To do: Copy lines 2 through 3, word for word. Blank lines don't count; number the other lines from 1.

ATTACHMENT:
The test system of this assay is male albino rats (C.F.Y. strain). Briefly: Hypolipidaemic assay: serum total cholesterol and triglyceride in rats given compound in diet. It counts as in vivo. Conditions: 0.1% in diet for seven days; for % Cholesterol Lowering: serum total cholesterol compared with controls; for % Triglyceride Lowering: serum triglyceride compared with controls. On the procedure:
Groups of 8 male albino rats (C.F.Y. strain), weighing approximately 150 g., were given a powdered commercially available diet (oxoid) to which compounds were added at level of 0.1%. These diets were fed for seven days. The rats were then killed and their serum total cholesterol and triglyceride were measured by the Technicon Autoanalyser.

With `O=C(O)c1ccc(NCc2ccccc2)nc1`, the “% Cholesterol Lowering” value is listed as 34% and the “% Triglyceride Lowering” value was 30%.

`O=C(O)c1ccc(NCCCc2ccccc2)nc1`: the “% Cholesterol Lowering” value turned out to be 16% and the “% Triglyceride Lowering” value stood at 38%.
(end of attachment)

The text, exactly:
Groups of 8 male albino rats (C.F.Y. strain), weighing approximately 150 g., were given a powdered commercially available diet (oxoid) to which compounds were added at level of 0.1%. These diets were fed for seven days. The rats were then killed and their serum total cholesterol and triglyceride were measured by the Technicon Autoanalyser.

With `O=C(O)c1ccc(NCc2ccccc2)nc1`, the “% Cholesterol Lowering” value is listed as 34% and the “% Triglyceride Lowering” value was 30%.